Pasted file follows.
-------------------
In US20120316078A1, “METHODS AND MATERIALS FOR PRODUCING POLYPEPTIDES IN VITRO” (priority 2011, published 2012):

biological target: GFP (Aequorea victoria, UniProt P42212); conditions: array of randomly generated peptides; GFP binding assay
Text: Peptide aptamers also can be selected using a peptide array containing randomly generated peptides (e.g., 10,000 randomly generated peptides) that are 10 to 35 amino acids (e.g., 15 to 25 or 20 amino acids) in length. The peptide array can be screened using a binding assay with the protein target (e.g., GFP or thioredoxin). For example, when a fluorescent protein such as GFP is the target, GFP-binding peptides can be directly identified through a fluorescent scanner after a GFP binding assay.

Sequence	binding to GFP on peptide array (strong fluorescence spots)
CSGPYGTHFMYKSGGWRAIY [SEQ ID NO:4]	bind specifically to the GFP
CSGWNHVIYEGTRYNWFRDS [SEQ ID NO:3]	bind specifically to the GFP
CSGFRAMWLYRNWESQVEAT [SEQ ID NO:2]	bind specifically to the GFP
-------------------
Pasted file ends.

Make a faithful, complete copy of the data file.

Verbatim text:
In US20120316078A1, “METHODS AND MATERIALS FOR PRODUCING POLYPEPTIDES IN VITRO” (priority 2011, published 2012):

biological target: GFP (Aequorea victoria, UniProt P42212); conditions: array of randomly generated peptides; GFP binding assay
Text: Peptide aptamers also can be selected using a peptide array containing randomly generated peptides (e.g., 10,000 randomly generated peptides) that are 10 to 35 amino acids (e.g., 15 to 25 or 20 amino acids) in length. The peptide array can be screened using a binding assay with the protein target (e.g., GFP or thioredoxin). For example, when a fluorescent protein such as GFP is the target, GFP-binding peptides can be directly identified through a fluorescent scanner after a GFP binding assay.

Sequence	binding to GFP on peptide array (strong fluorescence spots)
CSGPYGTHFMYKSGGWRAIY [SEQ ID NO:4]	bind specifically to the GFP
CSGWNHVIYEGTRYNWFRDS [SEQ ID NO:3]	bind specifically to the GFP
CSGFRAMWLYRNWESQVEAT [SEQ ID NO:2]	bind specifically to the GFP